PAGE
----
We've tested 12 Nikon cameras. Nikon is a Japanese multinational company specializing in a wide variety of optical and imaging equipment, from microscopes to X-ray machines for inspecting semi-conductors. For most, the company is best known for its long history of building cameras for novice and professional photographers and all users in between. It currently offers a relatively wide range of DSLR models and lenses, and more recently, has expanded its selection of mirrorless offerings.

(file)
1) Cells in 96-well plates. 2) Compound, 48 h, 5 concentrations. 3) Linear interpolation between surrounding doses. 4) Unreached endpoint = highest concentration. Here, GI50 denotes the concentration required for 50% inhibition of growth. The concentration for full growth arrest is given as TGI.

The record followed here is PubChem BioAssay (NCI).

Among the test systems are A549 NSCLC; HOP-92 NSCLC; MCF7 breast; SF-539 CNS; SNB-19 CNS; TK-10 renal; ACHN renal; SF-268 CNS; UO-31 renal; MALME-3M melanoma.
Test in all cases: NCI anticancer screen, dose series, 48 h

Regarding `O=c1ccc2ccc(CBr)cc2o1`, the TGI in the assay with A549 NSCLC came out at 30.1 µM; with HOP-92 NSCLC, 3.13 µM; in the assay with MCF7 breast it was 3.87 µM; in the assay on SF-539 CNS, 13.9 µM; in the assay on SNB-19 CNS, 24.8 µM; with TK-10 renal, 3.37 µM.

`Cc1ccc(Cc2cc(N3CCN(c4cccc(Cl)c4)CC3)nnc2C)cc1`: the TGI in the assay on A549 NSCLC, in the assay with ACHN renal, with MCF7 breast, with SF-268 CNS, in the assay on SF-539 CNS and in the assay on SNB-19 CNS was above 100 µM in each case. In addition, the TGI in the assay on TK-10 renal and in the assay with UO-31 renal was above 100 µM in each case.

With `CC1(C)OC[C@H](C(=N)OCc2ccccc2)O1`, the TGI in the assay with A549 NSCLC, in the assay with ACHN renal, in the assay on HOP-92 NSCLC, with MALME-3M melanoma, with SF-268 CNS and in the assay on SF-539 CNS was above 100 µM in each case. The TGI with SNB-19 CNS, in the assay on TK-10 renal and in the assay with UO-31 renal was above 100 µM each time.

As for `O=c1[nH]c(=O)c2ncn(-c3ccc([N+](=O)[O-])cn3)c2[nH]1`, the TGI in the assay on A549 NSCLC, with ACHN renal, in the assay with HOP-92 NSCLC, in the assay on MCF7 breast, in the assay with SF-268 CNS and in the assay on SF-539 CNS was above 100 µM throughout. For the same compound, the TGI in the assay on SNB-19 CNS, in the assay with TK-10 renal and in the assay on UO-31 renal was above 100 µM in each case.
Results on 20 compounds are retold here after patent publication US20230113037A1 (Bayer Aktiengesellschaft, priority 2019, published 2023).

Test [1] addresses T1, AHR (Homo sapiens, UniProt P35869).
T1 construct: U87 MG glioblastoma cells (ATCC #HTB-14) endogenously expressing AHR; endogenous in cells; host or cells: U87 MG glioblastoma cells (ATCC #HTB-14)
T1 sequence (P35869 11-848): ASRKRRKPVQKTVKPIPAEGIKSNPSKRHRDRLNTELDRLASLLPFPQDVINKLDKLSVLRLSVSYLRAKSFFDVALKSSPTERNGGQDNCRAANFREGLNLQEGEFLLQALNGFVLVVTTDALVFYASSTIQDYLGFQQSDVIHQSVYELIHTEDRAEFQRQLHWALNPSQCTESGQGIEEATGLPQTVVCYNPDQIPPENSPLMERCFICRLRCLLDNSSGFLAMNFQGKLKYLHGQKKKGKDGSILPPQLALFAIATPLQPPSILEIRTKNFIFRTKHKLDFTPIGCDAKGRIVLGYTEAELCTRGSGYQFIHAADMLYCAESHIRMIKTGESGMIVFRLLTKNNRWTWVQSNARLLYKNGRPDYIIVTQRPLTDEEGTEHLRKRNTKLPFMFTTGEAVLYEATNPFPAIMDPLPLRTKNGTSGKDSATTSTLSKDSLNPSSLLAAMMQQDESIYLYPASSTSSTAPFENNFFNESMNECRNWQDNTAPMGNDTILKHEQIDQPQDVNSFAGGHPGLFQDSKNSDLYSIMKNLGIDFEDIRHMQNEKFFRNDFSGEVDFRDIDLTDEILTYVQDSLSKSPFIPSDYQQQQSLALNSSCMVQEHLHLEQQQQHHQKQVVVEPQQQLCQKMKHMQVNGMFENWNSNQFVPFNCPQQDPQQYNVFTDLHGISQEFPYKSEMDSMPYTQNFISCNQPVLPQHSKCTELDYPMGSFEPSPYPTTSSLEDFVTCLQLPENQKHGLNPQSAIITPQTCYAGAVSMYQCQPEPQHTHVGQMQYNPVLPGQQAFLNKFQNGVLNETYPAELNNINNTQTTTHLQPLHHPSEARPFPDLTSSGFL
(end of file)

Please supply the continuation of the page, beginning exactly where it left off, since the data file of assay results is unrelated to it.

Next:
The best Nikon mirrorless camera that we've tested is the Nikon Z 6II. This full-frame mirrorless camera feels amazingly well-built, with a magnesium alloy body that's advertised as being weather-sealed and is exceptionally comfortable to use thanks to its large textured handgrip, soft rubber eyecup, and well-spaced controls. Its menu system is remarkably intuitive, and its tilting screen makes it a little easier to snap photos from unconventional angles, but it doesn't offer the same flexibility as a fully-articulated display. This camera is a great option for sports and wildlife photography, thanks to its effective autofocus system and fast 13 fps shooting speed. Using a high-transfer-speed CFexpress card yields a virtually infinite photo buffer, so you don't have to worry about any extended blackouts after firing long bursts. Image quality is excellent, with a minimal loss of sharpness and superb noise handling capability at higher ISO levels. Its video capabilities are also fairly advanced, as it can shoot in FHD at up to 120 fps or in 4k at up to 60 fps, though recording at that latter frame rate does incur a notable 1.41x crop. Videos recorded in either resolution look sharp and well-rendered, and the camera features headphone, mic, and HDMI ports for attaching different accessories. It can also be charged while in use over USB.